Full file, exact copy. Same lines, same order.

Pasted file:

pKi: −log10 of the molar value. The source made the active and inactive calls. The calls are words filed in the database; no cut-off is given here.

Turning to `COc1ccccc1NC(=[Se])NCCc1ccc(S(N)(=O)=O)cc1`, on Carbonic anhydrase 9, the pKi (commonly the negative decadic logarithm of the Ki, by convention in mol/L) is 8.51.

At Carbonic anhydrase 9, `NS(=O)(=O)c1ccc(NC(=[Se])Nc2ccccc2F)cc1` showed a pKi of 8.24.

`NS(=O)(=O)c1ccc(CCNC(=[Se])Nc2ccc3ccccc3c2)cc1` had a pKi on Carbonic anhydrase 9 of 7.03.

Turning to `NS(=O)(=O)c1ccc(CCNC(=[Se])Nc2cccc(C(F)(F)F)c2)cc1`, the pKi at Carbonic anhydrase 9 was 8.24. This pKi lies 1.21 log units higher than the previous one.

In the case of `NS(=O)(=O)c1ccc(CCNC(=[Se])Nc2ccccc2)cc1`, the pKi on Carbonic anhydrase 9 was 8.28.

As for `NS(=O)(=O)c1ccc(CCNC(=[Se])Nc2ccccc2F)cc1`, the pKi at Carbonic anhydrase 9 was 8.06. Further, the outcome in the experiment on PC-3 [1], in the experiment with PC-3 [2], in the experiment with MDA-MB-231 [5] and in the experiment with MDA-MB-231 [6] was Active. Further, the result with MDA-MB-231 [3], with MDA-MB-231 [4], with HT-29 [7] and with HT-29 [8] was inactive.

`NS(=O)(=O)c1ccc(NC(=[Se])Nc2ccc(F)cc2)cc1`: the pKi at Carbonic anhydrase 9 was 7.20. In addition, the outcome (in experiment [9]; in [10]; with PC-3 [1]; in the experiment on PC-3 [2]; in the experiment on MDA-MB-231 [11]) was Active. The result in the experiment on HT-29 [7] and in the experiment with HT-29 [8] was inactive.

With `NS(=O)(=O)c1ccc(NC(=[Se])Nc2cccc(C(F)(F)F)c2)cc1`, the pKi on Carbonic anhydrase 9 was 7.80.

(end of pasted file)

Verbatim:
pKi: −log10 of the molar value. The source made the active and inactive calls. The calls are words filed in the database; no cut-off is given here.

Turning to `COc1ccccc1NC(=[Se])NCCc1ccc(S(N)(=O)=O)cc1`, on Carbonic anhydrase 9, the pKi (commonly the negative decadic logarithm of the Ki, by convention in mol/L) is 8.51.

At Carbonic anhydrase 9, `NS(=O)(=O)c1ccc(NC(=[Se])Nc2ccccc2F)cc1` showed a pKi of 8.24.

`NS(=O)(=O)c1ccc(CCNC(=[Se])Nc2ccc3ccccc3c2)cc1` had a pKi on Carbonic anhydrase 9 of 7.03.

Turning to `NS(=O)(=O)c1ccc(CCNC(=[Se])Nc2cccc(C(F)(F)F)c2)cc1`, the pKi at Carbonic anhydrase 9 was 8.24. This pKi lies 1.21 log units higher than the previous one.

In the case of `NS(=O)(=O)c1ccc(CCNC(=[Se])Nc2ccccc2)cc1`, the pKi on Carbonic anhydrase 9 was 8.28.

As for `NS(=O)(=O)c1ccc(CCNC(=[Se])Nc2ccccc2F)cc1`, the pKi at Carbonic anhydrase 9 was 8.06. Further, the outcome in the experiment on PC-3 [1], in the experiment with PC-3 [2], in the experiment with MDA-MB-231 [5] and in the experiment with MDA-MB-231 [6] was Active. Further, the result with MDA-MB-231 [3], with MDA-MB-231 [4], with HT-29 [7] and with HT-29 [8] was inactive.

`NS(=O)(=O)c1ccc(NC(=[Se])Nc2ccc(F)cc2)cc1`: the pKi at Carbonic anhydrase 9 was 7.20. In addition, the outcome (in experiment [9]; in [10]; with PC-3 [1]; in the experiment on PC-3 [2]; in the experiment on MDA-MB-231 [11]) was Active. The result in the experiment on HT-29 [7] and in the experiment with HT-29 [8] was inactive.

With `NS(=O)(=O)c1ccc(NC(=[Se])Nc2cccc(C(F)(F)F)c2)cc1`, the pKi on Carbonic anhydrase 9 was 7.80.